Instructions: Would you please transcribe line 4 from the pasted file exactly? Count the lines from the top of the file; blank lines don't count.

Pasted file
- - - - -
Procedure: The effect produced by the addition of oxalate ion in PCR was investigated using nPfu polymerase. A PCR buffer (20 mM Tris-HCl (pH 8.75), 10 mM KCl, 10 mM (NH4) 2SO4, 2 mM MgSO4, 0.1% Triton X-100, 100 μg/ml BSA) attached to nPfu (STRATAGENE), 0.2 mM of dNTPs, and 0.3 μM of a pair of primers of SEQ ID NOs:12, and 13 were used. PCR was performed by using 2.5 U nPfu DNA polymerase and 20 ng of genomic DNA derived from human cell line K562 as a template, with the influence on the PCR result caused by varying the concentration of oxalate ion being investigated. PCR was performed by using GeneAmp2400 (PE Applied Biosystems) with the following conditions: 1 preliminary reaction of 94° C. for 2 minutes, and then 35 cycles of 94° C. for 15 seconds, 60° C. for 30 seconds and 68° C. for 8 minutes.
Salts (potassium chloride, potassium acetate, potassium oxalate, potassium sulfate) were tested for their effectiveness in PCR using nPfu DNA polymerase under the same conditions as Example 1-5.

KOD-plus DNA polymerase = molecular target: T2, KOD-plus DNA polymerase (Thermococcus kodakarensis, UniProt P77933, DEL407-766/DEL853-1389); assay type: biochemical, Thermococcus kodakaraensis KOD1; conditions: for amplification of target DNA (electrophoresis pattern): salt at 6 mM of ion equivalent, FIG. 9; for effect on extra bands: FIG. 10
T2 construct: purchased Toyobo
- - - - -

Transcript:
T2 construct: purchased Toyobo